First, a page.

Editors' ChoicePain

New connections: Getting the good without the bad, opiate edition

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Science Signaling  21 Mar 2017:
Vol. 10, Issue 471, eaan2516
DOI: 10.1126/scisignal.aan2516

Researchers identify strategies to limit the adverse effects and liabilities of opioid receptor–targeting drugs.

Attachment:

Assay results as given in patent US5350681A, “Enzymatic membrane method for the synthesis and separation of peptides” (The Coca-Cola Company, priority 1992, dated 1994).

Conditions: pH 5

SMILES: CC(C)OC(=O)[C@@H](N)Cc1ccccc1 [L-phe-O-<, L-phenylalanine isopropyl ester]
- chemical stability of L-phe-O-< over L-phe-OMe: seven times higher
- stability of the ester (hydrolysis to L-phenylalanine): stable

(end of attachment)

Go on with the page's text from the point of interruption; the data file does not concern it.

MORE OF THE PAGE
Opioids are effective analgesics but are prone to abuse, which is associated with enormous health and social costs in the United States. In addition to their addiction potential, opioids that bind to the μ opioid receptor (MOR) have severe adverse effects in the CNS and intestinal tract. Strategies to mitigate the problems associated with the chronic use of MOR-targeting opioids are urgently needed. Reasoning that the acidosis that occurs in damaged tissue might result in MORs adopting a different conformation than that of MORs in undamaged brain or intestinal tissue, Spahn et al. designed a novel opioid that bound to MORs only at low pH. When tested in rodent models of inflammatory pain, this compound produced analgesia only in injured limbs without causing constipation, sedation, or addiction. Corder et al. (see also Puig and Gutstein) investigated the mechanisms underlying the development of tolerance, which necessitates ever increasing doses of opioids to achieve analgesic effects and which may paradoxically trigger opioid-induced hyperalgesia. They found that the development of these phenomena was prevented by selective genetic ablation of MORs from nociceptors, peripheral sensory neurons that transmit pain signals to the CNS, or by combining morphine with a MOR antagonist that was restricted to the periphery. Moreover, the combination of morphine and the peripheral MOR antagonist was effective at relieving various types of perioperative and chronic pain. In their investigation of mechanisms that contribute to opioid withdrawal symptoms, Burma et al. (see also Puig and Gutstein) focused not on neurons but rather microglia, the resident immune cells of the CNS. They found that opioid stimulation of microglia caused pannexin-1 (Panx-1) channels to release ATP, and that blocking Panx-1 with the antimalarial drug mefloquine or the gout medication probenecid reduced the severity of withdrawal symptoms in rodents. Similar to MOR-targeting opioids, those that target the κ opioid receptor (KOR) also have analgesic effects and can relieve intractable itch as well. Although they do not have the addiction potential of MOR-targeting opioids, they can cause dysphoria and sedation because they reduce dopamine release. Noting that KOR activation triggers multiple downstream signaling pathways, Brust et al. characterized a biased agonist of this receptor that preferentially activated one downstream pathway and that relieved itch in rodents without causing dysphoria or sedation. Together, these papers describe new approaches to pharmacologically target MORs, KORs, and other proteins without incurring the liabilities usually associated with opiates.

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